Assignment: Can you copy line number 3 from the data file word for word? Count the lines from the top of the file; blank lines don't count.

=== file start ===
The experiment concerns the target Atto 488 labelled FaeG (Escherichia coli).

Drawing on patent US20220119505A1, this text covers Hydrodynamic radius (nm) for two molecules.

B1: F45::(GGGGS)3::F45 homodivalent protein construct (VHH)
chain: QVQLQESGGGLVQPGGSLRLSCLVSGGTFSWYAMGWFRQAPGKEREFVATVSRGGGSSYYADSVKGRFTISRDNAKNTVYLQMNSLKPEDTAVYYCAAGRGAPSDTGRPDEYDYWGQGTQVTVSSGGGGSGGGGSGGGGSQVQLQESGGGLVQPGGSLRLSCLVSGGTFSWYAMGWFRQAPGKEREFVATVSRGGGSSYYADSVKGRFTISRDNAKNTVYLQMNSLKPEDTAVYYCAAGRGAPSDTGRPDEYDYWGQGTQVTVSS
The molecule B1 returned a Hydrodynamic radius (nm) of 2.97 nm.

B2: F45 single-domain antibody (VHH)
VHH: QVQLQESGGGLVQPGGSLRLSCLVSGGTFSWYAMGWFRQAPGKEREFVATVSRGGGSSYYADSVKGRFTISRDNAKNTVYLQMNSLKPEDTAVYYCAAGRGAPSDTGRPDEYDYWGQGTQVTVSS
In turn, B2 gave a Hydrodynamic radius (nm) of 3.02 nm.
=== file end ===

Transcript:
B1: F45::(GGGGS)3::F45 homodivalent protein construct (VHH)